World

In a U.N. speech, Russia’s foreign minister says ‘the future of the world order’ is at stake.

Russia’s foreign minister, Sergey V. Lavrov, used his speech at the United Nations General Assembly on Saturday to lash out at the United States and its Western allies and divert attention from recent developments in the war in Ukraine.

He laid out Russia’s case for invading Ukraine, flipping the narrative of the war and repeating what the Kremlin has said before: that his country was left with “no choice” seven months ago but to start “a special military operation” to protect Russians in the eastern regions, where many of the battles are currently raging, because Ukraine had trampled on the rights of ethnic Russians living there.

He also framed the United States and its allies as being the ones ignoring international law in order to realize “their own selfish interests.”

“The future of the world order is being decided today,” he said, adding: “The question is whether or not this is going to be the kind of order with one hegemon at the head of it, making everyone else live according to their notorious rules, of benefit to that hegemon only. Or are we going to have a democratic, fair world.”

Mr. Lavrov’s address came near the end of the weeklong General Assembly and while referendums in Russian-occupied areas of Ukraine are underway. The voting in those areas on whether to join Russia is widely seen by Western officials as a sham that is expected to culminate in Moscow’s annexation of an area larger than Portugal.

While the Kremlin has used referendums and annexation in the past to exert its will, the boldness of President Vladimir V. Putin’s gambit in Ukraine far exceeds anything he has tried before. Huge numbers of people have fled the areas that Russia controls, the process has been rushed and referendums are taking place against a backdrop of oppression — with U.N. experts citing evidence of war crimes in a forceful new statement.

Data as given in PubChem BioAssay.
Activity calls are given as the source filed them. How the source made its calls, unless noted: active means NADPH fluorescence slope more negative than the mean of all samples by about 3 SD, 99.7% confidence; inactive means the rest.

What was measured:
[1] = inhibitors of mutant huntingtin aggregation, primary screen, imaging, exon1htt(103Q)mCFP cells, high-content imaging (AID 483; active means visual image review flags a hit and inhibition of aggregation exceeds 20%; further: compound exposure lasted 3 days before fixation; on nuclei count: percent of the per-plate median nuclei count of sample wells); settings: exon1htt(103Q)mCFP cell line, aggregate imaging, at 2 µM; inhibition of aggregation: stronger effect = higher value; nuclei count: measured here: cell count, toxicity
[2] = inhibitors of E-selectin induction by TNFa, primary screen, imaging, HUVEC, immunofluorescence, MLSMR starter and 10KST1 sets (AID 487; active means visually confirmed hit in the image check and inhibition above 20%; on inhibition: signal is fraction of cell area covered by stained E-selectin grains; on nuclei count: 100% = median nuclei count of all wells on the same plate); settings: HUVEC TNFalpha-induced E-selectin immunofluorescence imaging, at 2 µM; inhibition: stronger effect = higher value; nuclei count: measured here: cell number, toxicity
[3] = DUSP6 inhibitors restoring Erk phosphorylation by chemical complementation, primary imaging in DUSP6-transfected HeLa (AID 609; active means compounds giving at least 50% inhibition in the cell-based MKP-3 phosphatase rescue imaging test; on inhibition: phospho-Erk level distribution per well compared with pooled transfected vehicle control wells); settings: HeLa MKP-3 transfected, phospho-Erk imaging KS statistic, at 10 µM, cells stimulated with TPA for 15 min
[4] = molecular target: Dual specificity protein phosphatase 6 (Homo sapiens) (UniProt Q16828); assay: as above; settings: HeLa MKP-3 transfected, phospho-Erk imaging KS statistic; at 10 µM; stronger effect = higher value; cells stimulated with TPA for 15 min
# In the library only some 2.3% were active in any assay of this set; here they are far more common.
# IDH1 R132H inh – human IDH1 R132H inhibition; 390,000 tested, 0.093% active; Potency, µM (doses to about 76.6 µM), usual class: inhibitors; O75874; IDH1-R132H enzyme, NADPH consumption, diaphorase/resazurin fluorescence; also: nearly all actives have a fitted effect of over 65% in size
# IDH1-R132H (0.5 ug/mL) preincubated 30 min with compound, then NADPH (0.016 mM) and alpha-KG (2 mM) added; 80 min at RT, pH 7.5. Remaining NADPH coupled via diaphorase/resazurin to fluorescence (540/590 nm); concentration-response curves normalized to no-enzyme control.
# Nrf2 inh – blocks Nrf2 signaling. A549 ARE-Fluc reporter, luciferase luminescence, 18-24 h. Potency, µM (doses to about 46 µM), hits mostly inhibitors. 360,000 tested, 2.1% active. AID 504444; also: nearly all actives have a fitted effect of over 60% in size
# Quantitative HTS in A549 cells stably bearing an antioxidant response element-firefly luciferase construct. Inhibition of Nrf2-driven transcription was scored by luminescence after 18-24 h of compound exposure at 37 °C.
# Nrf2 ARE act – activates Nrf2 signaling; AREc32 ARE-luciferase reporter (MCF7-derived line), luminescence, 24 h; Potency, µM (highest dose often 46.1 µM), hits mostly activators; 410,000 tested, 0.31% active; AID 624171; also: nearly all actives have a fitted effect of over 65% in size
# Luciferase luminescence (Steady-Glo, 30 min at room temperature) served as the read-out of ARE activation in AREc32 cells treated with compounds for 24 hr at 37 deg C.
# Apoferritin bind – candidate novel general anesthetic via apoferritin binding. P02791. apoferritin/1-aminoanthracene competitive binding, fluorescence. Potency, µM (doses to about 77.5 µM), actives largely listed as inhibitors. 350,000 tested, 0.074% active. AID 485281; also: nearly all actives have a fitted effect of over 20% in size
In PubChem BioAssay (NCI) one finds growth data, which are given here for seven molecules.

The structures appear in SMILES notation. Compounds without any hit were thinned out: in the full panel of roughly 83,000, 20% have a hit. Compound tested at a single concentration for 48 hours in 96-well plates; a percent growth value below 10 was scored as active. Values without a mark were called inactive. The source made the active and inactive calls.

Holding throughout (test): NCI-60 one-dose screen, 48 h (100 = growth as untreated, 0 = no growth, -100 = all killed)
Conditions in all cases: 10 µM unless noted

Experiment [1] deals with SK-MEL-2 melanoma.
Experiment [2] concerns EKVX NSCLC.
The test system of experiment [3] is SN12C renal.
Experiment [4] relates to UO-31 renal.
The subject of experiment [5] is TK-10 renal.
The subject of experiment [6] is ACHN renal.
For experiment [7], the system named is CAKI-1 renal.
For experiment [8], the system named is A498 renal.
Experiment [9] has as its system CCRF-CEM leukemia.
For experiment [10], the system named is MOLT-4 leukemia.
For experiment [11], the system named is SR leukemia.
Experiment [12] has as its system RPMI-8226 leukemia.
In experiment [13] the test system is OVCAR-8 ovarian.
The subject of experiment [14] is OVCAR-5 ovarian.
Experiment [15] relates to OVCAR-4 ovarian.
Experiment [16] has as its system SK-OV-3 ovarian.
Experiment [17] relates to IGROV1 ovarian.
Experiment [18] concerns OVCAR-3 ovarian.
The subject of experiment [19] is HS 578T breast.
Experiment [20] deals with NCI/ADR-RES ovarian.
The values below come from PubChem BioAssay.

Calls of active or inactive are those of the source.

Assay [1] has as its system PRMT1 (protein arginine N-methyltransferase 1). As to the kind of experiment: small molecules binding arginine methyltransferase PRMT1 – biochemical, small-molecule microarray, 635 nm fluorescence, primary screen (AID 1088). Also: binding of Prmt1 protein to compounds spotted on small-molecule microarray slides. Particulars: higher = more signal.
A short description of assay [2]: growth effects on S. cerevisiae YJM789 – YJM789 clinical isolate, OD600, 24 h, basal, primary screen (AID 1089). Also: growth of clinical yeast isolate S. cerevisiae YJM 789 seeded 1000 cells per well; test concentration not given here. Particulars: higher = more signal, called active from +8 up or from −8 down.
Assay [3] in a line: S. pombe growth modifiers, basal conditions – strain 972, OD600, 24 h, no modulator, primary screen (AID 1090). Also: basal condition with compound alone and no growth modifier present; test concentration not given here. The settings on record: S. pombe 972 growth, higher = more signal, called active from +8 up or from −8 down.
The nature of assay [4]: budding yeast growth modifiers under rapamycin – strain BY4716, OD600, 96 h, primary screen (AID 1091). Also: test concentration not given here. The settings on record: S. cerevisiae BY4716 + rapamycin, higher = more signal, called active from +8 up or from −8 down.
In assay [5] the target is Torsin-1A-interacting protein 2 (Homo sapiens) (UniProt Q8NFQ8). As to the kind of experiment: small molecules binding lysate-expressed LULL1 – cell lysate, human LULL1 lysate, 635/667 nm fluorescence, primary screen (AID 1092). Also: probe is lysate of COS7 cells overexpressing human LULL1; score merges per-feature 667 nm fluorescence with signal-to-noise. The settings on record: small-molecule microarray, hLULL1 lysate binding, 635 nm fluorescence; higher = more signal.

To the General Assembly, Mr. Lavrov framed Russia as being unfairly targeted, and repeated Mr. Putin’s claim that the West aims to destroy his country.

Hatred of Russia in the West “is unprecedented, the scope is grotesque,” he said. “They are not shying away from declaring the intent to inflict a military defeat on our country, but also to destroy and fracture Russia.”

The war in Ukraine loomed over the General Assembly this week as divisions among world leaders dominated their discourse. At a U.N. Security Council meeting on Thursday, Mr. Lavrov and Antony J. Blinken, the American secretary of state, were in the same room together for the first time since before the war. At that meeting, Mr. Blinken delivered some of his sharpest comments since the war began.

“Tell President Putin to stop the horror he started,” he said. “One man chose this war. One man can end it.”

Marc Santora and Farnaz Fassihi contributed reporting.

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